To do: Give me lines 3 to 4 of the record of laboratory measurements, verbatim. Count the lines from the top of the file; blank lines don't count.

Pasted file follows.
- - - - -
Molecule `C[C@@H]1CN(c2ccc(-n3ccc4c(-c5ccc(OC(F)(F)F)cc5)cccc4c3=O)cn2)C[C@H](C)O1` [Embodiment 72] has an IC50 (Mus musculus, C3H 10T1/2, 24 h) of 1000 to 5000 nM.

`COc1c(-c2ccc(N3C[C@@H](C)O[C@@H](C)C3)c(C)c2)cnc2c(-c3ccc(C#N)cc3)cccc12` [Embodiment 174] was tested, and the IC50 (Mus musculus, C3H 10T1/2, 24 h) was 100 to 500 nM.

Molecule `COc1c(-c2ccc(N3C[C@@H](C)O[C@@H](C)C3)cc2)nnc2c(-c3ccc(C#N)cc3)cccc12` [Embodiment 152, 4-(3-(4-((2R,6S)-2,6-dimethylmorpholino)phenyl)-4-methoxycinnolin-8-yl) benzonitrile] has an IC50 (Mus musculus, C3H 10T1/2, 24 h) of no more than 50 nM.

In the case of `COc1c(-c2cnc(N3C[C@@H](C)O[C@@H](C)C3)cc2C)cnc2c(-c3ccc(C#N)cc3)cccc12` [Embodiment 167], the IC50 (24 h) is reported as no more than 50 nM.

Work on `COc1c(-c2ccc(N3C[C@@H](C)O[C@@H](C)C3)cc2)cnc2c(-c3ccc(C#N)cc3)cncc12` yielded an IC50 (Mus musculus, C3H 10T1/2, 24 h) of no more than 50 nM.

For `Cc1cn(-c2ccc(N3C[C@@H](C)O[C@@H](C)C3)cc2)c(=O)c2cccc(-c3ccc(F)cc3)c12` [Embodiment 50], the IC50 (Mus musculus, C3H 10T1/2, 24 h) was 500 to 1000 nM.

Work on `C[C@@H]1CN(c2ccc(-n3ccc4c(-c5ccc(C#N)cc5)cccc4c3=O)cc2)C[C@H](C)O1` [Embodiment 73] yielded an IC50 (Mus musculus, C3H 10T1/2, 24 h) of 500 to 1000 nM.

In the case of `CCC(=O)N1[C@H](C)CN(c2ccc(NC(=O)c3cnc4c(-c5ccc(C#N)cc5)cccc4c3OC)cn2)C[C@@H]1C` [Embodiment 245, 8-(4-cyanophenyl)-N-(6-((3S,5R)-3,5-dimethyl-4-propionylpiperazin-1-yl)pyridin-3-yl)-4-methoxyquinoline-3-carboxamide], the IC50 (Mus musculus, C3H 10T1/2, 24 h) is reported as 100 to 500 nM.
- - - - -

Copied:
Molecule `COc1c(-c2ccc(N3C[C@@H](C)O[C@@H](C)C3)cc2)nnc2c(-c3ccc(C#N)cc3)cccc12` [Embodiment 152, 4-(3-(4-((2R,6S)-2,6-dimethylmorpholino)phenyl)-4-methoxycinnolin-8-yl) benzonitrile] has an IC50 (Mus musculus, C3H 10T1/2, 24 h) of no more than 50 nM.

In the case of `COc1c(-c2cnc(N3C[C@@H](C)O[C@@H](C)C3)cc2C)cnc2c(-c3ccc(C#N)cc3)cccc12` [Embodiment 167], the IC50 (24 h) is reported as no more than 50 nM.